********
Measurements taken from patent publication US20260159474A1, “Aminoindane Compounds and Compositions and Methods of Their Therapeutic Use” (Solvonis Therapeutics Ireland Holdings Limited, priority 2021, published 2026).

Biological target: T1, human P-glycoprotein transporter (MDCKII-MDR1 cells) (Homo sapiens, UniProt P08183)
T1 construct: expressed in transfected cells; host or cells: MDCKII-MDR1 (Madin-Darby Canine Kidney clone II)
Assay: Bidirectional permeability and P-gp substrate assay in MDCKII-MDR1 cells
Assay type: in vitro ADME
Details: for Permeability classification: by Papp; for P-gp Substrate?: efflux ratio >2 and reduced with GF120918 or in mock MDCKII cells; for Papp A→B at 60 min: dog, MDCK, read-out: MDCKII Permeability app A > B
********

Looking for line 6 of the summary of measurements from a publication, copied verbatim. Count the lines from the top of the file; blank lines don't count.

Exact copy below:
Details: for Permeability classification: by Papp; for P-gp Substrate?: efflux ratio >2 and reduced with GF120918 or in mock MDCKII cells; for Papp A→B at 60 min: dog, MDCK, read-out: MDCKII Permeability app A > B